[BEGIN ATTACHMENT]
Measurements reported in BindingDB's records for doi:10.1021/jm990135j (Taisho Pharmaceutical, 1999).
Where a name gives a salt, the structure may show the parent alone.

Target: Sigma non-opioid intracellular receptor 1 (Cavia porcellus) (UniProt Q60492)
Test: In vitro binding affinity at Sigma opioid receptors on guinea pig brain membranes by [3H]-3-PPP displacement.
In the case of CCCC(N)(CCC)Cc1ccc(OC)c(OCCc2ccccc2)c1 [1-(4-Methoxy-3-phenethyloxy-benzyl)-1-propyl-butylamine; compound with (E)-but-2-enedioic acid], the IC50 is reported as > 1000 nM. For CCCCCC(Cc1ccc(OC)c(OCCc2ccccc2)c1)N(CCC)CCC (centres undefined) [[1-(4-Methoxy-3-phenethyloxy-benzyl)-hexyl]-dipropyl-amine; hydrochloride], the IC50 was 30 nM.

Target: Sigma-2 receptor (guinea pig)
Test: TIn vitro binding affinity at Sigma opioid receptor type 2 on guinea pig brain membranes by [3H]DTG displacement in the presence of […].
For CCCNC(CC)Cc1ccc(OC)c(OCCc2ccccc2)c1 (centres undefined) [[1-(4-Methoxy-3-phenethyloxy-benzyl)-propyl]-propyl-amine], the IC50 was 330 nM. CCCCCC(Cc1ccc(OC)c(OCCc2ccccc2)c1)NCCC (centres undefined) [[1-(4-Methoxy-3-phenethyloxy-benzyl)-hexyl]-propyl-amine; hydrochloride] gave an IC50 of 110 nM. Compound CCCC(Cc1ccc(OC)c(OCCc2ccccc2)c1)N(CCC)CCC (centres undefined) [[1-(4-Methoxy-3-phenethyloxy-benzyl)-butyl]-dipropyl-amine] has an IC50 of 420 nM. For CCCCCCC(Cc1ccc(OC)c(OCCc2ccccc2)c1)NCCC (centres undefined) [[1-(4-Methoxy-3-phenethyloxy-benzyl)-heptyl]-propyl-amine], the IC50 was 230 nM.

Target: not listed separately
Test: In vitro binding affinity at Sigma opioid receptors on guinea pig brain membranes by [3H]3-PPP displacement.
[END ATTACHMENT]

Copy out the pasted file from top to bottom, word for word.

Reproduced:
Measurements reported in BindingDB's records for doi:10.1021/jm990135j (Taisho Pharmaceutical, 1999).
Where a name gives a salt, the structure may show the parent alone.

Target: Sigma non-opioid intracellular receptor 1 (Cavia porcellus) (UniProt Q60492)
Test: In vitro binding affinity at Sigma opioid receptors on guinea pig brain membranes by [3H]-3-PPP displacement.
In the case of CCCC(N)(CCC)Cc1ccc(OC)c(OCCc2ccccc2)c1 [1-(4-Methoxy-3-phenethyloxy-benzyl)-1-propyl-butylamine; compound with (E)-but-2-enedioic acid], the IC50 is reported as > 1000 nM. For CCCCCC(Cc1ccc(OC)c(OCCc2ccccc2)c1)N(CCC)CCC (centres undefined) [[1-(4-Methoxy-3-phenethyloxy-benzyl)-hexyl]-dipropyl-amine; hydrochloride], the IC50 was 30 nM.

Target: Sigma-2 receptor (guinea pig)
Test: TIn vitro binding affinity at Sigma opioid receptor type 2 on guinea pig brain membranes by [3H]DTG displacement in the presence of […].
For CCCNC(CC)Cc1ccc(OC)c(OCCc2ccccc2)c1 (centres undefined) [[1-(4-Methoxy-3-phenethyloxy-benzyl)-propyl]-propyl-amine], the IC50 was 330 nM. CCCCCC(Cc1ccc(OC)c(OCCc2ccccc2)c1)NCCC (centres undefined) [[1-(4-Methoxy-3-phenethyloxy-benzyl)-hexyl]-propyl-amine; hydrochloride] gave an IC50 of 110 nM. Compound CCCC(Cc1ccc(OC)c(OCCc2ccccc2)c1)N(CCC)CCC (centres undefined) [[1-(4-Methoxy-3-phenethyloxy-benzyl)-butyl]-dipropyl-amine] has an IC50 of 420 nM. For CCCCCCC(Cc1ccc(OC)c(OCCc2ccccc2)c1)NCCC (centres undefined) [[1-(4-Methoxy-3-phenethyloxy-benzyl)-heptyl]-propyl-amine], the IC50 was 230 nM.

Target: not listed separately
Test: In vitro binding affinity at Sigma opioid receptors on guinea pig brain membranes by [3H]3-PPP displacement.